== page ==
L. Châtenay, La vie intellectuelle en Aunis et Saintonge de 1540 à 1610, La Rochelle, Éditions du Quartier Latin, 1959.L. Desgraves, L’imprimerie à La Rochelle, Les Haultin (1571-1623), Travaux d’Humanisme et Renaissance, 34-2, Geneva, Droz, 1960.G. M. Fara & D. Tovo (ed.), I libri dell’architetto Jean-Charles Moreux al Cenro internazionale di studi di architettura Andrea Pallaldio, Florence, Olschki, 2008, pp. 70-72.J. Levron, René Boyvin, graveur angevin du XVIe siècle, Angers, Petit, 1941.M. Marrache-Gouraud, “Cabinets et curieux du Poitou, aux XVIe et XVIIe siècles”, P. Martin & D. Moncond’huy (ed.), Curiosité et cabinets de curiosités, Neuilly, Atlande, 2004, pp. 93-108.M. Marrache-Gouraud & P. Martin, Le Jardin, et Cabinet poétique, Introduction and notes, Rennes, Presses Universitaires de Rennes, Collection Textes rares, 2004.Y. Pauwels, “Hans Blum et les Français, 1550-1650”, Scholion. Meitteilungsblatt der Stiftung Bibliothek Werner Oechslin, 6, 2010, pp. 77-88.M. Simonin, “Poétiques des éditions ‘à l’essai’ au XVIe siècle”, L’encre et la lumière, Quarante-sept articles (1976-2000), Travaux d’Humanisme et Renaissance, 391, Geneva, Droz, 2004, pp. 727-745.D. Thomson, “Architecture et humanisme au XVIe siècle. Le Premier Livre d’Architecture de Julien Mauclerc”, Bulletin monumental, 158, 1980, pp. 7-40.D. Thomson, “Le Premier Livre d’Architecture de Mauclerc, à La Rochelle, chez Jérôme Haultin en 1600″, S. Deswarte-Rosa (ed.), Sebastiano Serlio à Lyon. Architecture et imprimerie, Lyon, Mémoire Active, 2004, p. 463.” (pour nos lecteurs francais ici le fiche en francais du CISA.)For our French readers, below is the original pdf file from the Centro internazionale di studi di architettura Andrea Palladio in Vicenza, Italy: a21_09_guillaume

A contemporary monograph on the life and work of Moreaux was written by Susan Day. It is the prime source today of Moreaux: Jean-Charles Moreaux Architecte-Décorateur-Paysagiste, Paris, 1999,Editions Norma. (www.editions-norma.com)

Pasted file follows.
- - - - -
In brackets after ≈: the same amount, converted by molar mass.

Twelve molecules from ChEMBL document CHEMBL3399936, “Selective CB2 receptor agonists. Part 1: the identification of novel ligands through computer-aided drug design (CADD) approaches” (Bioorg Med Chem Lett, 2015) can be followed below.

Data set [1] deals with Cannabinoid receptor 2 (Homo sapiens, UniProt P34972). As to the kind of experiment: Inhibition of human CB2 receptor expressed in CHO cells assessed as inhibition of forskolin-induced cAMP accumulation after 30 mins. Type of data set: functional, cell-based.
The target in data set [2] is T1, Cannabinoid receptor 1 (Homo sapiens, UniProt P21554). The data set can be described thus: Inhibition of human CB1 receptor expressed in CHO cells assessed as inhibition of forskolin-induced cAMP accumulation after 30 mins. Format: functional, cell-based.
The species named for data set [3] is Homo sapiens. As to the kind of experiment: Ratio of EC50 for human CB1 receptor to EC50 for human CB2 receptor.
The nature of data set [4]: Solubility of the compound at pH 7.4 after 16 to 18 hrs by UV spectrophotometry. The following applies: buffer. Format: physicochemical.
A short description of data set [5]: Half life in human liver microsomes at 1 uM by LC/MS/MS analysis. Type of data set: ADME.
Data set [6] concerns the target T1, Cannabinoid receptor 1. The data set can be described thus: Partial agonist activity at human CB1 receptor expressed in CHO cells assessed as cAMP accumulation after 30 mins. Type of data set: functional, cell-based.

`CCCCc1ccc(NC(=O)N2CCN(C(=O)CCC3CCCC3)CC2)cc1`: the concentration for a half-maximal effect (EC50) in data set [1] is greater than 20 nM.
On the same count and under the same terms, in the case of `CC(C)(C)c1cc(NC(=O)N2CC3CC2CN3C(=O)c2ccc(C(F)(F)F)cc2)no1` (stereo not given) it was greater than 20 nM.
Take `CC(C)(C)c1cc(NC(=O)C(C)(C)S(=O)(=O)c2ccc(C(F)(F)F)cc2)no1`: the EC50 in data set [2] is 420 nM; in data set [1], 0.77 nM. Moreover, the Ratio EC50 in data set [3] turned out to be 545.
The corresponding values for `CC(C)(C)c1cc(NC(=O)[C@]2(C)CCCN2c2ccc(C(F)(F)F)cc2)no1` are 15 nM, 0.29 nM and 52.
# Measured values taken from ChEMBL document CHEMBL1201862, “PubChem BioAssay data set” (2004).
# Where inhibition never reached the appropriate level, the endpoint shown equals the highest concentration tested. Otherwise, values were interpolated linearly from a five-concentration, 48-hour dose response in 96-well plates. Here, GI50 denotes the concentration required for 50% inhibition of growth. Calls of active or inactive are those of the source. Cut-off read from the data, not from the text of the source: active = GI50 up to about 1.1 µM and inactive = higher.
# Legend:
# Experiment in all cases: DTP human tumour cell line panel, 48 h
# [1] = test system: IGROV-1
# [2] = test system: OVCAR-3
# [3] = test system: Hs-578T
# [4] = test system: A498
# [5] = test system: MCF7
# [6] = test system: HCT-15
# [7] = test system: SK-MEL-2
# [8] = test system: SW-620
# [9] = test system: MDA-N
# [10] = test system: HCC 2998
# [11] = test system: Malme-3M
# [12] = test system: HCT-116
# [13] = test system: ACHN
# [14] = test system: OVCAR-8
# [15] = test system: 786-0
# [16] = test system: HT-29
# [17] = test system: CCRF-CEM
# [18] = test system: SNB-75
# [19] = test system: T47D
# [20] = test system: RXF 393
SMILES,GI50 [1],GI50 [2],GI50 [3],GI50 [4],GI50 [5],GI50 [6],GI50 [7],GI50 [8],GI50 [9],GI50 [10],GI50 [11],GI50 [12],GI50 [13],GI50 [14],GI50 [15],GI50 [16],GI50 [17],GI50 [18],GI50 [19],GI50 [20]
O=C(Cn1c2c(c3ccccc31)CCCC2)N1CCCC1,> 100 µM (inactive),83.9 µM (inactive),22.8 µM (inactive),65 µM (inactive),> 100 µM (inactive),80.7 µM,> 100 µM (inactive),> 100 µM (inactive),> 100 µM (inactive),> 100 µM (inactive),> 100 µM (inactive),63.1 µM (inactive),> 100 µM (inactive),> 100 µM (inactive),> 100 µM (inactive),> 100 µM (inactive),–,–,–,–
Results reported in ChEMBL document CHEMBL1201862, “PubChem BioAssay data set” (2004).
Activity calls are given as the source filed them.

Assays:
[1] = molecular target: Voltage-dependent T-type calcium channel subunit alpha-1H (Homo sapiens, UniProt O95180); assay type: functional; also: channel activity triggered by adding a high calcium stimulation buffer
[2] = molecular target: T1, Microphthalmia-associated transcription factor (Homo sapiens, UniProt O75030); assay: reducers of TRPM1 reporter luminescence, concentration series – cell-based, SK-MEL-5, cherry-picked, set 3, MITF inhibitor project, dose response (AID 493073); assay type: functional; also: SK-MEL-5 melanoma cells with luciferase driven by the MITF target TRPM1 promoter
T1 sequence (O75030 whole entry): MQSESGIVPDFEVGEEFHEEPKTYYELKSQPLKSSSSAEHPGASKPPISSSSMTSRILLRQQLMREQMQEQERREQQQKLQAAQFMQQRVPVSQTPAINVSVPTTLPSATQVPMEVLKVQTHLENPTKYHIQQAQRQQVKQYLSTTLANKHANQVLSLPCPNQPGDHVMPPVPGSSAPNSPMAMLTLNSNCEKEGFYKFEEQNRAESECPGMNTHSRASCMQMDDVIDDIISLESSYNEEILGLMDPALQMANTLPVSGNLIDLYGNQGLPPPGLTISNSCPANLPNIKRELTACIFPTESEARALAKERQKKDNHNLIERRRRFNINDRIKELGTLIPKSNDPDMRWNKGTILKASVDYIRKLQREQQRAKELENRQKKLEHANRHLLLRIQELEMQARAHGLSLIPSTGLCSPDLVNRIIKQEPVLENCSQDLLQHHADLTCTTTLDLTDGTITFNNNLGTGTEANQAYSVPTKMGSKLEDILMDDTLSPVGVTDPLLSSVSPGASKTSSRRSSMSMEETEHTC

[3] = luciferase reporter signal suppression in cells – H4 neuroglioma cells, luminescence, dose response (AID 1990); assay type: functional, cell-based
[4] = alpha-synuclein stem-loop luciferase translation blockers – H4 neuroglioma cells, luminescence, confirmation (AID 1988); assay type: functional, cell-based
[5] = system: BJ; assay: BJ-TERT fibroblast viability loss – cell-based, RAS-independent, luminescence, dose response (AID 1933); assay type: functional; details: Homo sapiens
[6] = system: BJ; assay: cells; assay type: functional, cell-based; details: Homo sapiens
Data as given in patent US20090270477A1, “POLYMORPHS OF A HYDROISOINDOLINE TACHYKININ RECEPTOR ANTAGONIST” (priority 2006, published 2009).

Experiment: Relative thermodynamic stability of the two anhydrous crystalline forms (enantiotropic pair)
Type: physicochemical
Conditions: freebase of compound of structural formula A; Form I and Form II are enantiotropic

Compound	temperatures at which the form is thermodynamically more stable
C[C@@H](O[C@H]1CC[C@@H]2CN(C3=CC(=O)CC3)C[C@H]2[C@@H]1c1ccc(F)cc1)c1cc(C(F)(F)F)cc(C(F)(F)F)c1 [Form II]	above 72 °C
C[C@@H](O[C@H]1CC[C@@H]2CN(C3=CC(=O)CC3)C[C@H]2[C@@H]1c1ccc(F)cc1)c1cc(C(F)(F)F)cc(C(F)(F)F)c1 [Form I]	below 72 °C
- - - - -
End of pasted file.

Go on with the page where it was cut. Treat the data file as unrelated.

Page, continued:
This link will take you to a very fine French architectural site where we find a number of photographs of some of the work by Moreaux, as well as, a number of furniture drawings done by him. The portait of Moreaux, as well as, the entree garden pictured in this post are from this site

The major nternational auction houses make a market in his furniture and some of it makes its way onto 1stdibbs as well. As usual caveat emptor.

I have been able to find out little about Raymond Lecuyer, the photographer for the article, as a book author, his best known title is most likely to be the History of Photography book described in French below and the only one available in the French language for more than 20 years. The book came with a set of stereoview type glasses. (1945)


‎”un fort volume, demi-percaline bordeaux Editeur in-folio (382 x 289 mm), dos lisse avec titre doré, papier marbré aux plats, texte sur 2 colonnes, papier couché. 19 planches photos hors texte couleurs dont 3 montées sur papier fort, 55 planches photo hors texte monochromes & très nombreuses photos in texte dont plusieurs en couleurs, 8-455 pages, dont 10 de bibliographie & 16 dindex, 1945 Paris Baschet et Cie Editeur,‎

‎Le plus recherché et le plus Rare des grands albums de “lIllustration”, Exemplaire bien complet de sa paire de lorgnons bicolores (sous pochette sur le contre-plat) permettant d’avoir la sensation du relief en examinant les anaglyphes de l’ouvrage . Pagination : IV pages + 452 pages + 3 pages non chiffrées. Très nombreuses illustrations en noir et en couleurs, dans le texte et hors-texte. Table des chapitres : Les antécédents de la photographie / L’aventure de la découverte ( 1814 – 1839 ) / L’âge du daguerréotype et du calotype ( 1839 – 1857 ) / L’ère du collodion ( 1855 – 1880 ) / L’avènement du gélatino-bromure ( 1878 ) et de l’anastigmat ( 1890 ) / La vogue de la photographie artistique / L’image animée ( 1851 – 1895 ) / La technique moderne ( 1918 – 1939 ) / Conquête de la couleur ( 1829 – 1943 ) / Création des procédés photomécaniques ( 1813 – 1939 ) / A la recherche du relief ( 1850 – 1943 ) / La photogrammétrie et la photographie aérienne ( 1851 – 1945 ) / L’exploration de l’infiniment petit et de l’invisible / La photographie au service des beaux-arts et des belles-lettres / La photographie au service des sciences / La téléphotographie et le belinogramme…” (from a book description offered by Librairie Guimard/ Nantes)

Last but not least: A google images search by typing in Desert de Retz will overwhelm the reader with some superb images.

Clicking on this link will bring you to a very nice serious garden site, well worth visiting for those interested in historical horticultural aspects.